Tag Archives: tennis

He who lives with tennis: a profile of Luca Pisculli

21 Mar

He won the Italian national championship as a swimmer when he was only 12 years old. But he did not like the sport.

He found his love for tennis and reached the national level when he was a teenager.

Italy may have its own Michael Phelps and Andy Murray now if he had ever continued either sport.

Luca Pisculli, now a final year student of political science at Roma Tre University, has followed his own heart to finish the player career but still keeps his passion for tennis, the sport that has already become part of his life.

Luca is quite nice and easy to approach, but his caution can still be detected when talking to a newly known person.

“I don’t know it in English,” Luca the Italian said every time when he tried to clarify himself so as to avoid confusion.

Farewell to the sportsman career

It sounds hardly too ambitious if a player says he wants to be the best in his field, but the then 18-aged Luca chose to be very down-to-earth about his career.

Luca Pisculli

He decided to finish his sportsman career and turned to coaching and study.

“I was a good player, but I start to play late in the age of 12. In one year I was able to enter the national championship. For several years I was really good. At the age of 18 I need to decide if I want to be a professional player or I just want to study, ” he said.

Even though it was a difficult decision for him, he seems to have less regret than satisfaction, and soon he found another way to keep tennis in his life.

The now 23-year-old added with relief and slightly detectable sense of pity: I’m happy with my decision. My other friends continued to play as professional players. They are still playing now but they are not good enough to make a living with tennis.

But I’m kind of sad. Every time I think about my player career, I’m kind of sad. This is why I decide to be a coach. Just to continue with tennis.”

Luca is now holding the certificate of international coach for tennis, after he went through a long journey.

“In Italy if you want to be the coach for professional players, it’s very difficult. You need to do the six-month course, pass the exam and after that you need to work with a national coach for two years, pass another exam, then you can become a tennis coach,” he explained, paying absolute attention to clarifying each stage.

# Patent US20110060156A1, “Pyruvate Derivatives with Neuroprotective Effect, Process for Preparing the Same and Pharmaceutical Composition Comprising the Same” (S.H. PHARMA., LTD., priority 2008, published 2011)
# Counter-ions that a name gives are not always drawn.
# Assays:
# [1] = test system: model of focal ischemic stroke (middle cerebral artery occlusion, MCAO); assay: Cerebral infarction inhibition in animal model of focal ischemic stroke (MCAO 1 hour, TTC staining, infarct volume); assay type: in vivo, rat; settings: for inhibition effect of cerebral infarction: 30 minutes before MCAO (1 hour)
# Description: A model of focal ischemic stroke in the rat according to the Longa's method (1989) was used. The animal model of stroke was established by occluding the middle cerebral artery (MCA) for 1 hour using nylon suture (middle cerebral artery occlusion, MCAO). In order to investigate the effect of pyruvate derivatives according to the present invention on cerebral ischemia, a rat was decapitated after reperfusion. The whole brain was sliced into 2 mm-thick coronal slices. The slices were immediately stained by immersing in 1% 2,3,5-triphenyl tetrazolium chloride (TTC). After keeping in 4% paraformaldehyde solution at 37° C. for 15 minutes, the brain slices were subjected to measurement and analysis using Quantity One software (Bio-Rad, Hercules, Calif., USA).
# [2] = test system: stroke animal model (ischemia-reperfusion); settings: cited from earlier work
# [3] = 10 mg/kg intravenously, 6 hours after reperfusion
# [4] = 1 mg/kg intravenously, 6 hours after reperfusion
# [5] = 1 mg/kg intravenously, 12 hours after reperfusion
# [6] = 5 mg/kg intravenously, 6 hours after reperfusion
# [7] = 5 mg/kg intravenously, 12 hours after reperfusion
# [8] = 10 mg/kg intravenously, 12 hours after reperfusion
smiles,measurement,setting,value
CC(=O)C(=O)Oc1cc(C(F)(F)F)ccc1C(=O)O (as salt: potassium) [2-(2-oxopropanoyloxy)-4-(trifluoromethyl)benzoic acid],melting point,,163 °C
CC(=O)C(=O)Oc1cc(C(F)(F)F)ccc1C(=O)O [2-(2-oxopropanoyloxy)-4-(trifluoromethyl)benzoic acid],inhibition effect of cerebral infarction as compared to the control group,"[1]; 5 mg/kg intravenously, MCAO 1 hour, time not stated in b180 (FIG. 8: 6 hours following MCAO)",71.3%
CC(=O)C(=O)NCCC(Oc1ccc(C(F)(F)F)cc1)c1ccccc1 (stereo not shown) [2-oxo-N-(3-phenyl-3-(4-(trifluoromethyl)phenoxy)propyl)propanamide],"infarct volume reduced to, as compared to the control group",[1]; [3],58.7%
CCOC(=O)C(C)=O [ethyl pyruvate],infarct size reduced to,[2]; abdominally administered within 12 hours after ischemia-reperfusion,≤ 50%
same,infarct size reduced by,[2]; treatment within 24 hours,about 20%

Aged 23 in 2010, he was the then youngest person taking the final exam for the international coach certificate.

The future tennis coach

As a coach, he teaches young professionals aged from 12 to 26, and he knows how to enjoy this new role on the court as a different experience from being a player.

“This year [2011] I was working with the daughter of the famous Brazilian footballer Emerson, who used to play for AS Roma, Juventus and Real Madrid. Once I was even invited to Emerson’s house. It’s a huge house with swimming pool, it’s funny.”

Luca is also very self-reflective concerning his role as a coach. He believes that a former player career is very important for a good coach, although not necessarily so.

“As a player you can understand how players think. Because you did it and you will know. It’s easier.

“But for a coach, a player career is not so important. Because we have very good tennis coaches who have never played as players.”

He also emphasized the necessity of study for a coach by saying “If you are a tennis coach it is very, very important to study. Because when you study, you have an open mind”.

“But in tennis, no one studies. Just few coaches have the graduation. In Italy it’s just Coppo, ” he added.

Giampaolo Coppo, the 56-year-old international tennis coach who enjoys his reputation in Italy, used to train Luca to be a player and now helps Luca to be a good coach.

Luca describes the relationship with his sensei with pride and gratitude in his voice: “ I was very lucky to work with him. He’s very intelligent. He’s like a father who helps me.”

In Luca’s life, study seems to be important as well, if not more important than tennis.

During the Christmas holiday, he did not even go back to Sicily, where most of his family now lives.

He has also chosen for himself a master’s degree, a bit surprisingly in motorsports management rather than tennis, as his goal of further study.

“I’m going to do a master that’s not linked with tennis, because it’s better to have more ways, more possibilities,” he said.

%d bloggers like this: